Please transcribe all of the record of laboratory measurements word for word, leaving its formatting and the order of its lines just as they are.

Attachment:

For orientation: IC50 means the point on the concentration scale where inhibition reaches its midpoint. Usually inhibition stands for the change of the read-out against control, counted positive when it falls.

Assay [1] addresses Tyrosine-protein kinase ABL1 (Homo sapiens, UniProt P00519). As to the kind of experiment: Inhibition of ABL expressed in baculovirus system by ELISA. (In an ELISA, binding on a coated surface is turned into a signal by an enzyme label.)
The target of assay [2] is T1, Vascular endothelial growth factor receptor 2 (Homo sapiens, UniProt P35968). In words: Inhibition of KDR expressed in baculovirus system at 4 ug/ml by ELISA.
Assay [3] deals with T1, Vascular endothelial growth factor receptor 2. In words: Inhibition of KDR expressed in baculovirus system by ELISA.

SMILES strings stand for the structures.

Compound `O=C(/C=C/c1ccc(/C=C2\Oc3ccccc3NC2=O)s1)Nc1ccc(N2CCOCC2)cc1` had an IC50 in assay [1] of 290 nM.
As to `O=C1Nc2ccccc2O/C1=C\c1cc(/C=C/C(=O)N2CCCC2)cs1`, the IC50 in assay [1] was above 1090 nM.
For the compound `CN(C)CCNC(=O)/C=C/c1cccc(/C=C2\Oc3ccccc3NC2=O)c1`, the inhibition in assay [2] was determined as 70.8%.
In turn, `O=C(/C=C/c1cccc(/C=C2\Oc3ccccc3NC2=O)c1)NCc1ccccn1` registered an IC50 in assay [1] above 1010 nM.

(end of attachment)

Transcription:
For orientation: IC50 means the point on the concentration scale where inhibition reaches its midpoint. Usually inhibition stands for the change of the read-out against control, counted positive when it falls.

Assay [1] addresses Tyrosine-protein kinase ABL1 (Homo sapiens, UniProt P00519). As to the kind of experiment: Inhibition of ABL expressed in baculovirus system by ELISA. (In an ELISA, binding on a coated surface is turned into a signal by an enzyme label.)
The target of assay [2] is T1, Vascular endothelial growth factor receptor 2 (Homo sapiens, UniProt P35968). In words: Inhibition of KDR expressed in baculovirus system at 4 ug/ml by ELISA.
Assay [3] deals with T1, Vascular endothelial growth factor receptor 2. In words: Inhibition of KDR expressed in baculovirus system by ELISA.

SMILES strings stand for the structures.

Compound `O=C(/C=C/c1ccc(/C=C2\Oc3ccccc3NC2=O)s1)Nc1ccc(N2CCOCC2)cc1` had an IC50 in assay [1] of 290 nM.
As to `O=C1Nc2ccccc2O/C1=C\c1cc(/C=C/C(=O)N2CCCC2)cs1`, the IC50 in assay [1] was above 1090 nM.
For the compound `CN(C)CCNC(=O)/C=C/c1cccc(/C=C2\Oc3ccccc3NC2=O)c1`, the inhibition in assay [2] was determined as 70.8%.
In turn, `O=C(/C=C/c1cccc(/C=C2\Oc3ccccc3NC2=O)c1)NCc1ccccn1` registered an IC50 in assay [1] above 1010 nM.